Here is a stacked waterfall chart with three sets of values. Note that categories “c” and “d” have no colored stacked bars, but only a patterned bar, corresponding to “Mixed” in the legend. This is because categories “c” and “d” have some positive and some negative values: their signs are Mixed. It is not possible to stack positive and negative bars on each other, so the combined values are plotted in a single Mixed bar.
Finally, here is a stacked waterfall chart with four series.
The program constructs an output range containing calculations needed to produce the desired stacked waterfall appearance. In addition, a checkbox for bar labels and a list box for the totals label position are placed by these calculations. Wherever the chart is created, active sheet or new sheet, you can copy the chart and paste it anywhere else, because it is just a regular Excel chart, albeit with customized data and fancy formatting.
Here is a stacked waterfall output range and chart which have been created on the active sheet. Note that the program will not allow the chart to be output on the active sheet if the range that will be filled with calculations is not empty.
Here is a stacked waterfall output range and chart created on a new sheet. The calculations and the values are identical; the first few columns of the output range are linked to the originally selected data, so changes in the original data are reflected in the chart.
My preference is to use a new sheet, then place a copy of the chart where I want it.
Intermediate Subtotals, Final Totals
The standard layout has full bars (totals) at the beginning and end, connected by floating bars representing changes.
If you want to display an intermediate subtotal, simply insert a row (shaded yellow below) in your data with a label in the first column but no values in the other columns, then create your chart. The program interprets the blank values as a signal to generate subtotals.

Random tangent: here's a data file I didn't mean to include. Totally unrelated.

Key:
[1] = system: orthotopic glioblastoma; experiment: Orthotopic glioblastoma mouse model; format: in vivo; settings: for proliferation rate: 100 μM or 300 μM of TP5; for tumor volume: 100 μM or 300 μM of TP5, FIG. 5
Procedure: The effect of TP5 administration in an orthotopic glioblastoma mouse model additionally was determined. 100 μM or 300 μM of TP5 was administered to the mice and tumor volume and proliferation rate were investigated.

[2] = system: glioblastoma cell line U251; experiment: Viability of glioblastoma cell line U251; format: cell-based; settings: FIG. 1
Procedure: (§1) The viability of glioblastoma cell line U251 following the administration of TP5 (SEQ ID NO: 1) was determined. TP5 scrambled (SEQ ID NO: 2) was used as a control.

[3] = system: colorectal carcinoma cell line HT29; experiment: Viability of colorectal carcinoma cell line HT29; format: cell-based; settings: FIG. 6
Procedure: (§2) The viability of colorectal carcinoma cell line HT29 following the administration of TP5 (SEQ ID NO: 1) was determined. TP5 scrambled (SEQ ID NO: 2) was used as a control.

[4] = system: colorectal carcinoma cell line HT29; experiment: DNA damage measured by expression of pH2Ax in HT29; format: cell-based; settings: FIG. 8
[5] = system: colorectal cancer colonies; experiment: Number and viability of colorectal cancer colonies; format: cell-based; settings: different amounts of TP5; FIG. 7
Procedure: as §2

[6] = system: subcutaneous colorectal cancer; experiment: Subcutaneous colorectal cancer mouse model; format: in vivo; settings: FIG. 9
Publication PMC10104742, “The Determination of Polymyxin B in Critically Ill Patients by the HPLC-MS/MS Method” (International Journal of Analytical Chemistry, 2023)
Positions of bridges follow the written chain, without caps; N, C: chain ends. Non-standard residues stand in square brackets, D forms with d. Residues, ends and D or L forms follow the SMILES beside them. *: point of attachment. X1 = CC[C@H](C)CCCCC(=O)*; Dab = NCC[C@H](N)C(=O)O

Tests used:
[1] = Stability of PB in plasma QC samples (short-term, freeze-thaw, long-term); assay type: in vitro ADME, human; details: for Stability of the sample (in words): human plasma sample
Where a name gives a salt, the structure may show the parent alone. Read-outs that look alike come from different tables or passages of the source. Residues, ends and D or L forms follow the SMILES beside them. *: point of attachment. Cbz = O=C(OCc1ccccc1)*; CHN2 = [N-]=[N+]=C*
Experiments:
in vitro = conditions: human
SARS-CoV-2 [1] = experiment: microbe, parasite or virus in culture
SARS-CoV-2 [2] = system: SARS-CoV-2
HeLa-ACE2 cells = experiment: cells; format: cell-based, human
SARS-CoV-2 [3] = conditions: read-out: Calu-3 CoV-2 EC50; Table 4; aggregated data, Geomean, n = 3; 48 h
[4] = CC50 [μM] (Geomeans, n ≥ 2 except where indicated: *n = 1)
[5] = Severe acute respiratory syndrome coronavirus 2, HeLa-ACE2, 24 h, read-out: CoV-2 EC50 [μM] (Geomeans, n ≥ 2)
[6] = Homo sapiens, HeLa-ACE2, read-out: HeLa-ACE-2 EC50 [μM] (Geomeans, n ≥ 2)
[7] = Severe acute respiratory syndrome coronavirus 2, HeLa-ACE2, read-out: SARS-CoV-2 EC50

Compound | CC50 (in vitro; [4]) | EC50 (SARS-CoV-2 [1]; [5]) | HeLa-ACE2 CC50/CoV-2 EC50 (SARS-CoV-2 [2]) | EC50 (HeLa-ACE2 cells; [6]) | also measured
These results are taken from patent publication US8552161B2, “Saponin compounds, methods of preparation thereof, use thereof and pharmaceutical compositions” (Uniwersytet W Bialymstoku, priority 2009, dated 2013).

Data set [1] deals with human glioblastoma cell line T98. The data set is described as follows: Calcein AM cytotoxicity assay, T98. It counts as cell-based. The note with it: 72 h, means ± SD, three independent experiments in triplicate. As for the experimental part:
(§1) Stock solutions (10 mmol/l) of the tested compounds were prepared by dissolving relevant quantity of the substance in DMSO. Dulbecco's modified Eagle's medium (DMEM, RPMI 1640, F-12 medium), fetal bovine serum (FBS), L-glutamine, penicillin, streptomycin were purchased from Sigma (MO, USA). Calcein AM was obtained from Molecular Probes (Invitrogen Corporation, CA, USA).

If you want to omit the final totals, simply omit the last row with label and blank values. The program will not generate totals for this row, and the chart will have no final total.
When you create the stacked waterfall chart, it displays labels showing the individual bar values and the stacked totals, based on your selections in the dialog. There are three places you can adjust the values: a shaded yellow cell with the minimum value to display, a checkbox where you choose whether to show individual bar values at all, and a listbox where you select how to display the stacked totals.
Here is the default chart with its labels.
Here is the chart with Show Labels in Bars checked.
Here is the chart with Show Labels in Bars unchecked.
If labels are displayed in bars, you can adjust the value in the yellow highlighted cell to change which values are displayed, to remove clutter in your chart. Here, the value of 50 means that the “Alpha” bar above category “c” will not show its smaller value of 25.
Change the yellow cell to 100, and a couple of values of 75 are no longer displayed.
Change the cell to 200, and more values disappear.
The stacked total data labels have three settings. Here are the stacked totals displayed according to sign, above positive totals and below negative totals.
Here are stacked totals displayed above all bars, regardless of sign.
Here is the stacked waterfall chart without displaying stacked totals at all.
In the same way that a regular Excel chart use the workbook’s theme accent colors in order to format its data series, a stacked waterfall uses these accent colors for its stacked bars. Using the default Office 2013 (and 2016) colors, the stacked waterfall starts with blue (Accent 1), then orange, gray, etc.
If you create a stacked waterfall in a workbook that uses the Office 2007-2010 colors, or if you change the workbook’s colors to this theme, you start with dark blue, then red, green, etc.
Any of the other themes, including your own custom theme, is used in the same way for the chart’s colors.